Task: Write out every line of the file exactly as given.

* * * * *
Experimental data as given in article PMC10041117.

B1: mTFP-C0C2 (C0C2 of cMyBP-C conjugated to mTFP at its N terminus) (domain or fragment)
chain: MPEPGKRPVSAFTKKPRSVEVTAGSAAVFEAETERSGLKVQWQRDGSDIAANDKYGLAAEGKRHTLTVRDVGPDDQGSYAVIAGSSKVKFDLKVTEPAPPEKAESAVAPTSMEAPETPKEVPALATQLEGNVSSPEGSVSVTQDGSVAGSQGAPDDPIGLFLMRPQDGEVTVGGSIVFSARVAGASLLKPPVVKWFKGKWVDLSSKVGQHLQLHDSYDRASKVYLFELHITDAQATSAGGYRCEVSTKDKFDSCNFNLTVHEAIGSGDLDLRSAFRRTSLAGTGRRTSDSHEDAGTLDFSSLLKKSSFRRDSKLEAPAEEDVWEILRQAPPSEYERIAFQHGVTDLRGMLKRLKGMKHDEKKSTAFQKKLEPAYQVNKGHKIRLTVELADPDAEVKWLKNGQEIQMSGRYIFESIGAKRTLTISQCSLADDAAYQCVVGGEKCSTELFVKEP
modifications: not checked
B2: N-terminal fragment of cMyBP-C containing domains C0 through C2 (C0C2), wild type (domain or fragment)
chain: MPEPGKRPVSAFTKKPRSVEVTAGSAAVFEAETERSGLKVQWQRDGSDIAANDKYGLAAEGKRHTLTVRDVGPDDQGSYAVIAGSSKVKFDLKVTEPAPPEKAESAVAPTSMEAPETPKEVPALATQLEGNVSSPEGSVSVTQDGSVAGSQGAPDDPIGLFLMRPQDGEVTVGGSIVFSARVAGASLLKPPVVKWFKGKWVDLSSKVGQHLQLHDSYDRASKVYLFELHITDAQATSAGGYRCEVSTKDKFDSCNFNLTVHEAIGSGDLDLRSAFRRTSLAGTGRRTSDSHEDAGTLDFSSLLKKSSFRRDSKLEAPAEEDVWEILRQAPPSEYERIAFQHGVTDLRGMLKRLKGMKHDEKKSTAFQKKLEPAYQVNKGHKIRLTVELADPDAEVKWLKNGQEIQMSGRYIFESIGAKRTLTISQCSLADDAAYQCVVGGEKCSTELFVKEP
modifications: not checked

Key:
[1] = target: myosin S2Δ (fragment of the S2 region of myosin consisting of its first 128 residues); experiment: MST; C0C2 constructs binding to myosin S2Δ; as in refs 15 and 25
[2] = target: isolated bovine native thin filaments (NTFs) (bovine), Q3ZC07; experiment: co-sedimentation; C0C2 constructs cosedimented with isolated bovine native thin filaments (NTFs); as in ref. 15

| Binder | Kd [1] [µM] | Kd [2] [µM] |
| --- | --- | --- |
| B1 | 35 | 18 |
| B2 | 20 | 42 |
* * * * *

Experimental data as given in article PMC10041117.

B1: mTFP-C0C2 (C0C2 of cMyBP-C conjugated to mTFP at its N terminus) (domain or fragment)
chain: MPEPGKRPVSAFTKKPRSVEVTAGSAAVFEAETERSGLKVQWQRDGSDIAANDKYGLAAEGKRHTLTVRDVGPDDQGSYAVIAGSSKVKFDLKVTEPAPPEKAESAVAPTSMEAPETPKEVPALATQLEGNVSSPEGSVSVTQDGSVAGSQGAPDDPIGLFLMRPQDGEVTVGGSIVFSARVAGASLLKPPVVKWFKGKWVDLSSKVGQHLQLHDSYDRASKVYLFELHITDAQATSAGGYRCEVSTKDKFDSCNFNLTVHEAIGSGDLDLRSAFRRTSLAGTGRRTSDSHEDAGTLDFSSLLKKSSFRRDSKLEAPAEEDVWEILRQAPPSEYERIAFQHGVTDLRGMLKRLKGMKHDEKKSTAFQKKLEPAYQVNKGHKIRLTVELADPDAEVKWLKNGQEIQMSGRYIFESIGAKRTLTISQCSLADDAAYQCVVGGEKCSTELFVKEP
modifications: not checked
B2: N-terminal fragment of cMyBP-C containing domains C0 through C2 (C0C2), wild type (domain or fragment)
chain: MPEPGKRPVSAFTKKPRSVEVTAGSAAVFEAETERSGLKVQWQRDGSDIAANDKYGLAAEGKRHTLTVRDVGPDDQGSYAVIAGSSKVKFDLKVTEPAPPEKAESAVAPTSMEAPETPKEVPALATQLEGNVSSPEGSVSVTQDGSVAGSQGAPDDPIGLFLMRPQDGEVTVGGSIVFSARVAGASLLKPPVVKWFKGKWVDLSSKVGQHLQLHDSYDRASKVYLFELHITDAQATSAGGYRCEVSTKDKFDSCNFNLTVHEAIGSGDLDLRSAFRRTSLAGTGRRTSDSHEDAGTLDFSSLLKKSSFRRDSKLEAPAEEDVWEILRQAPPSEYERIAFQHGVTDLRGMLKRLKGMKHDEKKSTAFQKKLEPAYQVNKGHKIRLTVELADPDAEVKWLKNGQEIQMSGRYIFESIGAKRTLTISQCSLADDAAYQCVVGGEKCSTELFVKEP
modifications: not checked

Key:
[1] = target: myosin S2Δ (fragment of the S2 region of myosin consisting of its first 128 residues); experiment: MST; C0C2 constructs binding to myosin S2Δ; as in refs 15 and 25
[2] = target: isolated bovine native thin filaments (NTFs) (bovine), Q3ZC07; experiment: co-sedimentation; C0C2 constructs cosedimented with isolated bovine native thin filaments (NTFs); as in ref. 15

| Binder | Kd [1] [µM] | Kd [2] [µM] |
| --- | --- | --- |
| B1 | 35 | 18 |
| B2 | 20 | 42 |